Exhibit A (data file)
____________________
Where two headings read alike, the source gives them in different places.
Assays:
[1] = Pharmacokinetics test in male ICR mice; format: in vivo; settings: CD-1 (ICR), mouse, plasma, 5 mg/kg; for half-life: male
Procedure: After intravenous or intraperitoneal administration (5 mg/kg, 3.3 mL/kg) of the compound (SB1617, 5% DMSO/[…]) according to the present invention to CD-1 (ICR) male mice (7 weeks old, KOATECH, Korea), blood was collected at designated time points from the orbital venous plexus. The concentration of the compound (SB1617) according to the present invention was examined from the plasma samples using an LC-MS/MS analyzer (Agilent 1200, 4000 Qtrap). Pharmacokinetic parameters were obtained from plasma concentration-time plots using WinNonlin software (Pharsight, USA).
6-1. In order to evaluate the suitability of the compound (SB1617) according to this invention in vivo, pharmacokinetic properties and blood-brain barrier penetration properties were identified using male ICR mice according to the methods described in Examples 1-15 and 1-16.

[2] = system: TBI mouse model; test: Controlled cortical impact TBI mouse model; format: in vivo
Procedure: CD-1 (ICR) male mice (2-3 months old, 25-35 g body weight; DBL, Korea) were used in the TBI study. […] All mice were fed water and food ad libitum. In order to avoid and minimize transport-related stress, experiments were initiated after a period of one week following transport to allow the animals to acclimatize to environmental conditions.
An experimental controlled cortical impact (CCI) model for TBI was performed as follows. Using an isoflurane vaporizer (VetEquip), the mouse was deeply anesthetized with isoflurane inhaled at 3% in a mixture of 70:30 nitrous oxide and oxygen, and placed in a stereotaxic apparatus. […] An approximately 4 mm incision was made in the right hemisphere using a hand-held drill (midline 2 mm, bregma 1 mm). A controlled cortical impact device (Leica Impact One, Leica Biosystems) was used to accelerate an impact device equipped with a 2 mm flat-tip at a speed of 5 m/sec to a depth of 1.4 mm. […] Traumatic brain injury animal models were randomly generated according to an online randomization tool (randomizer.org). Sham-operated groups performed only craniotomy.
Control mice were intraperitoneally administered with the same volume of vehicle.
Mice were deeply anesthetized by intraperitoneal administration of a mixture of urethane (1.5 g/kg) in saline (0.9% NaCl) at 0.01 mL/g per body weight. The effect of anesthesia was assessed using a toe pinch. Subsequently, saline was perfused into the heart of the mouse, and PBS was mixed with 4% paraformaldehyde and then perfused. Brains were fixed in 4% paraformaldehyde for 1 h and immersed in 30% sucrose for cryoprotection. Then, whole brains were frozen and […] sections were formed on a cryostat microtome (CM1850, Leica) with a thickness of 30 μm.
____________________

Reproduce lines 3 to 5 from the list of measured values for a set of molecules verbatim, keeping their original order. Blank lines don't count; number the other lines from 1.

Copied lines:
[1] = Pharmacokinetics test in male ICR mice; format: in vivo; settings: CD-1 (ICR), mouse, plasma, 5 mg/kg; for half-life: male
Procedure: After intravenous or intraperitoneal administration (5 mg/kg, 3.3 mL/kg) of the compound (SB1617, 5% DMSO/[…]) according to the present invention to CD-1 (ICR) male mice (7 weeks old, KOATECH, Korea), blood was collected at designated time points from the orbital venous plexus. The concentration of the compound (SB1617) according to the present invention was examined from the plasma samples using an LC-MS/MS analyzer (Agilent 1200, 4000 Qtrap). Pharmacokinetic parameters were obtained from plasma concentration-time plots using WinNonlin software (Pharsight, USA).
6-1. In order to evaluate the suitability of the compound (SB1617) according to this invention in vivo, pharmacokinetic properties and blood-brain barrier penetration properties were identified using male ICR mice according to the methods described in Examples 1-15 and 1-16.